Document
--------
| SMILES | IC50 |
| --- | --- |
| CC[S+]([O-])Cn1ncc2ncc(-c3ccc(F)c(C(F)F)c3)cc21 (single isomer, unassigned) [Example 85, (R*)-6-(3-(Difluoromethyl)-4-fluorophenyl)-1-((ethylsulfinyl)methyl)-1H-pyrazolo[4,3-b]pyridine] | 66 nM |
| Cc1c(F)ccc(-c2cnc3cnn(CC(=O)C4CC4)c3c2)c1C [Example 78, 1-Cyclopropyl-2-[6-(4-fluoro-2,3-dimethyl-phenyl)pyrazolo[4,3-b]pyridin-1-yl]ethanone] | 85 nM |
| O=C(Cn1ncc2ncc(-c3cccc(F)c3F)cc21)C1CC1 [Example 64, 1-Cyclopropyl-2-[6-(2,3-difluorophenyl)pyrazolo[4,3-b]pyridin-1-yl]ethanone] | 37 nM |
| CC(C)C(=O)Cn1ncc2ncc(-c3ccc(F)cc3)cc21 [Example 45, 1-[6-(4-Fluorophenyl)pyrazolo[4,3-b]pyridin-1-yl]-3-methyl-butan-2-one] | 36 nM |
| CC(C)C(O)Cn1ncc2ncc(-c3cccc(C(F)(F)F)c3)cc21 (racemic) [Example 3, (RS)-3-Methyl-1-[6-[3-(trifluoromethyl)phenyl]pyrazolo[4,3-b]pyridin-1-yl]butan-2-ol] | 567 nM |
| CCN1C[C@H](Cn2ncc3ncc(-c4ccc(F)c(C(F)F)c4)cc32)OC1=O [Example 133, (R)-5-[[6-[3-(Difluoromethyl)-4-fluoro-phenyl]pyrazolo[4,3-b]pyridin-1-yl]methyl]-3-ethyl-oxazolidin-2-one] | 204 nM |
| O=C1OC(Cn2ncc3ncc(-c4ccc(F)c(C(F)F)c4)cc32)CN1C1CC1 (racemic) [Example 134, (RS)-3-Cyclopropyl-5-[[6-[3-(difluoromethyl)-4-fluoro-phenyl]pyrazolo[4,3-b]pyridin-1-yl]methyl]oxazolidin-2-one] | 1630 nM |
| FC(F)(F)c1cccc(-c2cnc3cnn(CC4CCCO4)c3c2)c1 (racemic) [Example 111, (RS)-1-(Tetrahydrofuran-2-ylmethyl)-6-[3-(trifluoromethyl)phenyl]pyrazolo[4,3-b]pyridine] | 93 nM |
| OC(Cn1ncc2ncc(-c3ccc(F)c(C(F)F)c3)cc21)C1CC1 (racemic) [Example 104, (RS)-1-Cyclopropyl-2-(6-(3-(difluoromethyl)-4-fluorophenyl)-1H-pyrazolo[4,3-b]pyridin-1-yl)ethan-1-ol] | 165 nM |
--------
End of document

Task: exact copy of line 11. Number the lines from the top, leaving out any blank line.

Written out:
| OC(Cn1ncc2ncc(-c3ccc(F)c(C(F)F)c3)cc21)C1CC1 (racemic) [Example 104, (RS)-1-Cyclopropyl-2-(6-(3-(difluoromethyl)-4-fluorophenyl)-1H-pyrazolo[4,3-b]pyridin-1-yl)ethan-1-ol] | 165 nM |